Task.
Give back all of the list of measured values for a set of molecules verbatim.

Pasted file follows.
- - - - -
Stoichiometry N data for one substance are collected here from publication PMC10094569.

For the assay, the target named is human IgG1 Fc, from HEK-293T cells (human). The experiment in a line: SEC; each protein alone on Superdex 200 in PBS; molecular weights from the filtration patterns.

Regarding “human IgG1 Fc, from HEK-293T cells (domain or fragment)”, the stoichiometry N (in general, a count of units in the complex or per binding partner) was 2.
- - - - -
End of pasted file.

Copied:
Stoichiometry N data for one substance are collected here from publication PMC10094569.

For the assay, the target named is human IgG1 Fc, from HEK-293T cells (human). The experiment in a line: SEC; each protein alone on Superdex 200 in PBS; molecular weights from the filtration patterns.

Regarding “human IgG1 Fc, from HEK-293T cells (domain or fragment)”, the stoichiometry N (in general, a count of units in the complex or per binding partner) was 2.